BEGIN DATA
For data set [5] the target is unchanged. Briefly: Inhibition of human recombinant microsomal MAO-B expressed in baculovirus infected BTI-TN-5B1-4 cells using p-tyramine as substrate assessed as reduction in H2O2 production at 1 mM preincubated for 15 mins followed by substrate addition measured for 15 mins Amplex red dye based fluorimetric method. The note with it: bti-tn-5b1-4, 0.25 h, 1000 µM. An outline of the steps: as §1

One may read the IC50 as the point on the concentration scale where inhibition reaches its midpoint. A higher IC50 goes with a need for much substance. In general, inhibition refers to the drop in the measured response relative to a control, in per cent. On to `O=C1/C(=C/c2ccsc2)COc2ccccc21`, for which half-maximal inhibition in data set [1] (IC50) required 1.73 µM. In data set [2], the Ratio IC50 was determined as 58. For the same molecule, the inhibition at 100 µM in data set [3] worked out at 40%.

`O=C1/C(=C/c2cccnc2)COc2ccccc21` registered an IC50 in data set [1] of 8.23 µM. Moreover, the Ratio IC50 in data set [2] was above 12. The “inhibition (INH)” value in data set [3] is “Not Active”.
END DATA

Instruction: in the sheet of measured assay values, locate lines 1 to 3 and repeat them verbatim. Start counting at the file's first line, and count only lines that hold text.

For data set [5] the target is unchanged. Briefly: Inhibition of human recombinant microsomal MAO-B expressed in baculovirus infected BTI-TN-5B1-4 cells using p-tyramine as substrate assessed as reduction in H2O2 production at 1 mM preincubated for 15 mins followed by substrate addition measured for 15 mins Amplex red dye based fluorimetric method. The note with it: bti-tn-5b1-4, 0.25 h, 1000 µM. An outline of the steps: as §1

One may read the IC50 as the point on the concentration scale where inhibition reaches its midpoint. A higher IC50 goes with a need for much substance. In general, inhibition refers to the drop in the measured response relative to a control, in per cent. On to `O=C1/C(=C/c2ccsc2)COc2ccccc21`, for which half-maximal inhibition in data set [1] (IC50) required 1.73 µM. In data set [2], the Ratio IC50 was determined as 58. For the same molecule, the inhibition at 100 µM in data set [3] worked out at 40%.

`O=C1/C(=C/c2cccnc2)COc2ccccc21` registered an IC50 in data set [1] of 8.23 µM. Moreover, the Ratio IC50 in data set [2] was above 12. The “inhibition (INH)” value in data set [3] is “Not Active”.